Which brings us up to the issue of Ferguson and other instances of police brutality today.

In separating the problem of police brutality from political economy, many activists — like, ironically, the liberal as opposed to left approach to racial inequality — not only undercut the opportunity for broader political alliances and perhaps some meaningful victories, but sidestep the same crucial point about police brutality that both liberals and conservatives look past. . .

If one views the excesses and failures of the criminal justice system solely through the lens of race, then victims of police brutality and prosecutorial misconduct tend to be black or Latino. However, if one understands race and class are inextricably linked, then the victims of police brutality are not simply black or Latino (and Latinos outnumber blacks in federal prisons at this point) but they tend to belong to groups that lack political, economic, and social influence and power.

From that vantage point, the worldview expressed by Johnson and others misses the mark and falls into the same trap that, ironically, liberals have offered a stratum of credentialed black Americans for decades: opportunity within a market-driven political and economic framework that disparages demands for social and economic justice for all (including most black people) as socialist, communist, un-American, or even class-reductionist.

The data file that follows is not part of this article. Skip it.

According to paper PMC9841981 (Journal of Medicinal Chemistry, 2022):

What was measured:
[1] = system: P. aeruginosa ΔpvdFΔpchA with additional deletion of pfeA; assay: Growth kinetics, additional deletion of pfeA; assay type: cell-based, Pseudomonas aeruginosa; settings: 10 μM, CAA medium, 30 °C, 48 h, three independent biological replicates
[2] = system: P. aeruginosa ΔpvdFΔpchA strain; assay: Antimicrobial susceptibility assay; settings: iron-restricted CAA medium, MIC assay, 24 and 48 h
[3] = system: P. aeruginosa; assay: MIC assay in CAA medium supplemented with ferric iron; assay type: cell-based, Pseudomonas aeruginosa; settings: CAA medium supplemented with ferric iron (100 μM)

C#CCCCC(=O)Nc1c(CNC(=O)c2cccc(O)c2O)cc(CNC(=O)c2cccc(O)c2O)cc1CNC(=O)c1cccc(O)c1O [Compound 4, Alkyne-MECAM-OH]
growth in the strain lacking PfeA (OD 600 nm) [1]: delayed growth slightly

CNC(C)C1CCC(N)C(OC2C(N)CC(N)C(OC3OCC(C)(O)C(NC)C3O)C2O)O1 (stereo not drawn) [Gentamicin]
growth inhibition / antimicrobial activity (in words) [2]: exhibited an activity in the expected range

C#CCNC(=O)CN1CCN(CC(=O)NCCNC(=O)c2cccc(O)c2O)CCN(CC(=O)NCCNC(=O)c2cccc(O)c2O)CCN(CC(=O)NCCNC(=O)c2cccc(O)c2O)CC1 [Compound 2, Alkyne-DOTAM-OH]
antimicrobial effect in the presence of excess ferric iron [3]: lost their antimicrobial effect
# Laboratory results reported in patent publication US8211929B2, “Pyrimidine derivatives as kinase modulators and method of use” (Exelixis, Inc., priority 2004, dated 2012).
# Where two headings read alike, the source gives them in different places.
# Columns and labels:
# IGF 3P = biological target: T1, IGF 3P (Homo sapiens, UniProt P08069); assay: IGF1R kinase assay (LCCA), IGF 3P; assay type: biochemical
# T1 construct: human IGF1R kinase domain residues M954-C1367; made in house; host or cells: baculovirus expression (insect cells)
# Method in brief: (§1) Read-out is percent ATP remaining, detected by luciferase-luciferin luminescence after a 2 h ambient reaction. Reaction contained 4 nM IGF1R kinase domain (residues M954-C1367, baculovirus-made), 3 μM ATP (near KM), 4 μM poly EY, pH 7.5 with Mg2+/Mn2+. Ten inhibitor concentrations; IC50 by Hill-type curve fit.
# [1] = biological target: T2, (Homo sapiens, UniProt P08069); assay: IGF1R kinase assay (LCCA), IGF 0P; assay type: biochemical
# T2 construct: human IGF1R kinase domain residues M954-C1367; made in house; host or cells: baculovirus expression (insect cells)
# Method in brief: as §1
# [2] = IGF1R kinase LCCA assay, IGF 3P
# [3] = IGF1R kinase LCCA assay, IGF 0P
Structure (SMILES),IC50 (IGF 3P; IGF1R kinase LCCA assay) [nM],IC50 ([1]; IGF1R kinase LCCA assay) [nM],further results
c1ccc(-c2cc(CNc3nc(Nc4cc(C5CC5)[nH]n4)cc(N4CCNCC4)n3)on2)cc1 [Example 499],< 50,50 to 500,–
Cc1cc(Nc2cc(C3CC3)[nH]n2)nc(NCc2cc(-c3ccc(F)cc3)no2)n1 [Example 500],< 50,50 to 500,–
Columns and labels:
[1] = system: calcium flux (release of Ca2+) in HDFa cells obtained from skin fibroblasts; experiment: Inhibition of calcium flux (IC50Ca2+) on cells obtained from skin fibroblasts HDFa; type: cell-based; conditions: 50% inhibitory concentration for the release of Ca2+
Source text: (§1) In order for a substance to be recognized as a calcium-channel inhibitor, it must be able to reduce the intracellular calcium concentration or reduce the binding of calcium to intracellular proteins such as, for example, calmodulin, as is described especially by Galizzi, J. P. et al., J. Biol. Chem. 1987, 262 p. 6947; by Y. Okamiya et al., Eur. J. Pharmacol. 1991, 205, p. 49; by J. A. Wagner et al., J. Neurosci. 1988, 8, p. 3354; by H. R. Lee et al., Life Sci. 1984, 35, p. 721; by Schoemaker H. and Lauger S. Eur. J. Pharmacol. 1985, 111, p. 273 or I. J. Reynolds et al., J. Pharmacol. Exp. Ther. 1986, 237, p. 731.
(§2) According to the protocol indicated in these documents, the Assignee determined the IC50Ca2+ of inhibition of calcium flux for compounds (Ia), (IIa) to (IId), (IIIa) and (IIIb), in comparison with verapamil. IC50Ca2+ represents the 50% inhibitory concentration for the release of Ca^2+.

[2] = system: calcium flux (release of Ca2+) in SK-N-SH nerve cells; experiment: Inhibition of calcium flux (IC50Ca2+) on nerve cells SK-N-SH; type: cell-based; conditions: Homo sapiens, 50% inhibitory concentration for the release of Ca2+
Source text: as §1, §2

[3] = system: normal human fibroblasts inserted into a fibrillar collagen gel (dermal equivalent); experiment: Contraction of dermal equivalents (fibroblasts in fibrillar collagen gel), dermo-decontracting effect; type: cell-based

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Clay Bennett editorial cartoon www.usnews

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March 7, 2015

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Labor’s cartoonist

Posted: 4 March 2015 in Uncategorized
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Gary Huck, whose cartoons have often graced this blog, is the last full-time cartoonist employed by a major labor union (the UE—the United Electrical, Radio and Machine Workers of America).

Huck is the subject—alongside the freelance labor cartoonist Mike Konopacki, who formed a syndication partnership with Huck in the early 1980s to sell cartoons to union and alternative newspapers—of “Seeing Red,” an exhibit of their work running through Friday at the Uri-Eichen Gallery in the Pilsen neighborhood of Chicago.

The UE, which was founded in the 1930s by workers from GE and Westinghouse and RCA, once had a membership of more than 600,000 workers. And though the UE historically has been on the left politically, not everything that Huck draws wins lock-step approval these days. A couple of months ago, for instance, in the wake of the Ferguson, Mo., riots, Huck tweaked Norman Rockwell’s iconic painting of a policeman sitting at the counter of a soda fountain beside a young boy. He made the white child a black child, with hands raised in surrender. That went into the UE News, and Hart said it received some backlash from members. Still, Huck has become a cornerstone of the union.

Part of its culture.

Par for its course.

The cartoons of both Huck and Konopacki can been seen here.

 

This is AFL-CIO President Richard Trumka [ht: ac], from earlier this year, on the issues of race and class in the United States, including the problems within the history of the U.S. labor movement itself.

It’s a perspective that has mostly gone unheard in the debate provoked by the shooting death of Michael Brown in Ferguson, Missouri. . .